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South Carolina, Georgia nuclear projects under the cloud of Westinghouse’s troubles

Westinghouse troubles loom over South Carolina, Georgia nuclear projects, Denver Post, By  March 29, 2017 Westinghouse Electric Co., the U.S. nuclear unit of Japan’s Toshiba Corp., filed for bankruptcy protection Wednesday, calling into question the future of a number of billion-dollar nuclear projects under construction, including two in the U.S.

Westinghouse said in a statement that it filed the Chapter 11 petition in U.S. Bankruptcy Court in New York. The move had been largely expected.

The troubles at a company long associated with nuclear power add to the industry’s problems. ….. the four nuclear reactors Westinghouse is helping to build in South Carolina and Georgia are behind schedule and billions of dollars over budget…….

Toshiba acquired Westinghouse in 2006 with much fanfare, making nuclear power an important part of its business strategy. Instead, Westinghouse has saddled the Japanese company with mounting losses. Toshiba said Westinghouse had racked up debt of $9.8 billion. Wednesday, Toshiba said it could post a loss as big as 1 trillion yen ($9 billion) for the fiscal year ending March 31. It previously said Westinghouse lost 712.5 billion yen ($6.2 billion) from April to December of last year.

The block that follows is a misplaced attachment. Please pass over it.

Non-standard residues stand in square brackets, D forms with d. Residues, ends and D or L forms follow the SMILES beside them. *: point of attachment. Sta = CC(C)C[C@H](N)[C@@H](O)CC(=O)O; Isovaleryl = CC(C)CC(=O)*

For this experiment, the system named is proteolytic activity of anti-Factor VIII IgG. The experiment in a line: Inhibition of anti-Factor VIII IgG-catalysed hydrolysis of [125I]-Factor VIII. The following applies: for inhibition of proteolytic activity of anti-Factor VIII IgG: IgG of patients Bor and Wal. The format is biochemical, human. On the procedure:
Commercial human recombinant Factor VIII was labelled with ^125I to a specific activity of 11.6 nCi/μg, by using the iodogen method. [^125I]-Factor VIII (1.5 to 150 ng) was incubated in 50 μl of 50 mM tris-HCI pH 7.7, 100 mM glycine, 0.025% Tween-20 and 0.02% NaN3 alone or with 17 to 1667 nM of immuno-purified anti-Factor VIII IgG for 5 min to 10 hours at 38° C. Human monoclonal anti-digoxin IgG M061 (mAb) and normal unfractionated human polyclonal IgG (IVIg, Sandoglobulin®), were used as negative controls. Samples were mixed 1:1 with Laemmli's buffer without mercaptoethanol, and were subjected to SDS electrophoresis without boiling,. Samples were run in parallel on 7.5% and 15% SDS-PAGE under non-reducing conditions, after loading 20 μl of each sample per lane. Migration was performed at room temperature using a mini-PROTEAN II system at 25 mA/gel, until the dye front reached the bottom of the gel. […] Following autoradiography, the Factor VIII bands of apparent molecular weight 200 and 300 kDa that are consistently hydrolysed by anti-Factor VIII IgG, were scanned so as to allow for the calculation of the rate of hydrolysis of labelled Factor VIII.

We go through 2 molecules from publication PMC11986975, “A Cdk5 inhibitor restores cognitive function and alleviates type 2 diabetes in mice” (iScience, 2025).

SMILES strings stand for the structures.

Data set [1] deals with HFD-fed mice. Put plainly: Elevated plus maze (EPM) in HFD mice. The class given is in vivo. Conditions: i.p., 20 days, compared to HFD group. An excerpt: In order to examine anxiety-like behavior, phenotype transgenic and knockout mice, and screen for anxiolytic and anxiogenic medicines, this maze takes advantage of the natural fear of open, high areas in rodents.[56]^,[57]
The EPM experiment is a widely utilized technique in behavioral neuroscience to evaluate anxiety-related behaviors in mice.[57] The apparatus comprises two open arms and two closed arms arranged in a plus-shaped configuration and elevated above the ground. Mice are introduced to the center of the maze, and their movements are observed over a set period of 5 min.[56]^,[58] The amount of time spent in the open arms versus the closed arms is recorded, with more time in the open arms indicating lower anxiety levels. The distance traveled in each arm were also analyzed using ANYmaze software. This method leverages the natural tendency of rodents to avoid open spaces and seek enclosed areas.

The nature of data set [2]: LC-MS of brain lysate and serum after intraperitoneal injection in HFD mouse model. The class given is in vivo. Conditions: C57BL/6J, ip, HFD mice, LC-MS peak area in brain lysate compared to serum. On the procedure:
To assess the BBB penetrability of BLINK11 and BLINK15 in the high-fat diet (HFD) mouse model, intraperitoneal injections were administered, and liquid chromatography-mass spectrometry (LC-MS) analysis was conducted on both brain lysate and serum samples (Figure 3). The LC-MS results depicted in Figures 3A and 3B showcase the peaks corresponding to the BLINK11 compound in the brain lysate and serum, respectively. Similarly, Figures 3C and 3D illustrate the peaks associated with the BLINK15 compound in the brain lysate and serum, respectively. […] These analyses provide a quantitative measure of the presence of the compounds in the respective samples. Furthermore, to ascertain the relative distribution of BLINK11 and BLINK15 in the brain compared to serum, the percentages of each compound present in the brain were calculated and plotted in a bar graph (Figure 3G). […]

In South Carolina, Westinghouse is a partner with state-owned utility Santee Cooper and publicly-traded SCANA Corp. on the construction of two reactors at the V.C. Summer Nuclear Station near Jenkinsville. SCANA said in September that the cost of building the reactors had increased nearly $3 billion from the original $11 billion estimate in 2009. The first reactor was supposed to open in 2017, but has been delayed at least two years.

SCANA officials told investors on a conference call Wednesday that all options remain on the table, from finishing both reactors, to finishing one reactor and delaying completion of the other or abandoning the project altogether. The company said it will spend at least the next 30 days reviewing its options.

The Plant Vogtle project in eastern Georgia was more than three years behind schedule and more than $3 billion over its original budget as of the end of 2016. Oglethorpe Power, one of the partners in the project, said in a regulatory filing this week that “the revised in-service dates of December 2019 and September 2020” for the two reactors it’s building “do not appear to be achievable.”

Georgia Power, a subsidiary of Southern Co. and holder of a 46-percent stake in the Vogtle project, said in a statement that it “will continue to take every action available to us to hold Westinghouse and Toshiba accountable for their financial responsibilities.” Southern Co. and the other partners have a $920 million letter of credit from Westinghouse obtained in 2015……


March 31, 2017 - Posted by | business and costs, USA

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